This has now sparked a new book.
In this one, I have a short overview of why the books were not included, and the history of their inclusion, or being discarded, and then commentary on all the books, with observations about how their inclusion either influences a religion, or why it would change the way people worship if it were included.
My conclusion from having researched these books, and a search for a complete anthology of both the Old and New Testament Apocrypha or pseudographia is that if the Bible, the Holy Bible were inspired by God, then why do some religions discard some or all of the books (the reason being they deem them to be uninspired), if these believers all worship the same God? Surely if God is all-powerful, all-knowing, unchanging, and able to inspire people to write, he would have made sure that they have everything he has to say to them. Also he would have known that some of the writing was going to be discarded, so why did some people not discard that writing if God didn’t inspire the people who do discard them to throw them out?
This only shows that God was created by humans for whichever reason they created him - mostly to control other humans. It is another nail in the coffin of the god of Judeo-Christian religion. If he does indeed exist, then it is even more important for people who believe he does, to provide evidence for his existence. For me, this discovery has only deepened my disbelief in his existence.
Saturday, 31 October 2015
Apocrypha are works, usually written works, that are of unknown authorship, or of doubtful authenticity, or spurious, or not considered to be within a particular canon. The word is properly treated as a plural, but in common usage is often singular.In the context of the Jewish and Christian Bibles, where most texts are of unknown authorship, Apocrypha usually refers to a set of texts included in the Septuagint but not in the Hebrew Bible.
The apocrypha is a selection of books which were published in the original 1611 King James Bible. These apocryphal books were positioned between the Old and New Testament (it also contained maps and geneologies). The apocrypha was a part of the KJV for 274 years until being removed in 1885 A.D. A portion of these books were called deuterocanonical books by some entities, such as the Catholic church.Many claim the apocrypha should never have been included in the first place, raising doubt about its validity and believing it was not God-inspired (for instance, a reference about magic seems inconsistent with the rest of the Bible: Tobit chapter 6, verses 5-8). Others believe it is valid and that it should never have been removed- that it was considered part of the Bible for nearly 2,000 years before it was recently removed a little more than 100 years ago.
The pages of the New Testament clearly follow the framework of Judaism. The first four books, the gospels, addressed a Jewish audience. They echoed the pattern of historical narratives interspersed with instruction found in the Torah. "The controversies between Jesus and the Scribes/Pharisees have no referent outside the community of Israel; Jesus' preaching of the coming kingdom could have had meaning only for Jews; the synagogues in which Jesus reads from the prophets, heals the sick, and forgives sins are Jewish houses of worship for believing Jews and not unconverted gentiles.…"7 The Jewish festivals that are celebrated throughout the pages of the New Testament were not feasts of interest to the gentiles but were part of the daily life of the Jewish people.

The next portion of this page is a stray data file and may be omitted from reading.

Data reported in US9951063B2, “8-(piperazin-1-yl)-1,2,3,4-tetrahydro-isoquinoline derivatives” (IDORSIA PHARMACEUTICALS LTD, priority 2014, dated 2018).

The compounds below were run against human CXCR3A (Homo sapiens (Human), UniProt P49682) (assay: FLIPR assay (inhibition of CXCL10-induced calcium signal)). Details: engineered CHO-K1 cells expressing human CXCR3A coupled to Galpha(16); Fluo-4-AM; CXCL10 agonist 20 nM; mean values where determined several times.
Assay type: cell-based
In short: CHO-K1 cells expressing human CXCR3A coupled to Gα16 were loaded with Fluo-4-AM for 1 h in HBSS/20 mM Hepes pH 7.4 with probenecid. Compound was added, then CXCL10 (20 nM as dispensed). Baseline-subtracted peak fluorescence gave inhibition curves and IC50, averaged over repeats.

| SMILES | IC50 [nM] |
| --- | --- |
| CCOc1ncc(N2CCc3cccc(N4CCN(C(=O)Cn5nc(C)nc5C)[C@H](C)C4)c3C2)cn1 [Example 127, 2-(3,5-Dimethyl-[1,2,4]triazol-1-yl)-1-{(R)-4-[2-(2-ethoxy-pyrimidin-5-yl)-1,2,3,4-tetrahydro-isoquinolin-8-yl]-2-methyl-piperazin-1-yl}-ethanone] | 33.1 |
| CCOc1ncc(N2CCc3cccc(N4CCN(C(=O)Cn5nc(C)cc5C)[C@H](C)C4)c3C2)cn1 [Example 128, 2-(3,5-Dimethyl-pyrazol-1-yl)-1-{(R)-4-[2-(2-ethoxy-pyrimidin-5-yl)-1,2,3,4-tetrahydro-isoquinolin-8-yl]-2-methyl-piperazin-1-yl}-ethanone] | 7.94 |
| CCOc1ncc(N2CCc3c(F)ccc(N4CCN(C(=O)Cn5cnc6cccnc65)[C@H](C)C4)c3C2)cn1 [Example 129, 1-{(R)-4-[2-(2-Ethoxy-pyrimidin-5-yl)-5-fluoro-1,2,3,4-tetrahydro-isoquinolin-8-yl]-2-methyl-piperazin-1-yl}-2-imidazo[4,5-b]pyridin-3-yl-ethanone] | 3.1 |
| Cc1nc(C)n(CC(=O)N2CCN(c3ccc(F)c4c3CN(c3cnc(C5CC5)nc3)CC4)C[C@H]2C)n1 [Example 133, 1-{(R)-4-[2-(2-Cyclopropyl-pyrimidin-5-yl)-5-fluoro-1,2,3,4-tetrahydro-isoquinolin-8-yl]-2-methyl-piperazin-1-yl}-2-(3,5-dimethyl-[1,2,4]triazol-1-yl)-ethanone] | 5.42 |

The extra books which were eventually received as Scripture in the Greek Orthodox church and those received in the Roman Catholic church do not correspond exactly to the list of books commonly called "Apocrypha" by Protestants. The Protestant Apocrypha includes all of the books normally included in manuscripts of the Latin Vulgate. But three of these (1 and 2 Esdras and the Prayer of Manasseh) were omitted from the list published by the Council of Trent when it fixed the Roman Catholic canon. (Apparently these omissions were unintentional. The "Decree Concerning the Canonical Scriptures" specified that the books were to be recieved "as they are contained in the old Latin Vulgate.") The Eastern Orthodox churches (including the Greek, the Russian, the Ukrainian, the Bulgarian, the Serbian, the Armenian, and others) do not receive 2 Esdras because it was not in the Septuagint, and they receive some books which were present in many manuscripts of the Septuagint but not in the Vulgate (Psalm 151, 3 and 4 Maccabees).
Wednesday, 7 October 2015
Having completed the overview of the entire King James Version of the “Holy Bible”, I have embarked on a verse-by-verse analysis of each of the books in the anthology.
The Book of Genesis, as most people are aware, deals with the origins of the Jewish people, and through their descendants, claims that all people are descended through the lines of the children of Noah.
Through the genealogies in the endless chapters of “begats”, it adds up the years of the lives of these patriarchs precisely to fit the run up to the arrival of the twelve tribes of Israel in the middle of the second millennium BCE, and leads up to the death of Joseph.
It explains how Abraham travelled to Egypt, supposedly to find food in a famine, but in reality to collect a handmaid for his wife, Sarah, a woman named Hagar, who was to become the mother of the Arab people through her son, Ishmael, whose own offspring interbred with the grandson of Abraham, Esau, to cement the relationship between the people of the Near East.
There are threads that run throughout the narrative: the number forty for instance, and the sibling rivalry in each generation, with a dubious contender always winning out to become the next in the line that runs from Adam to Jesus.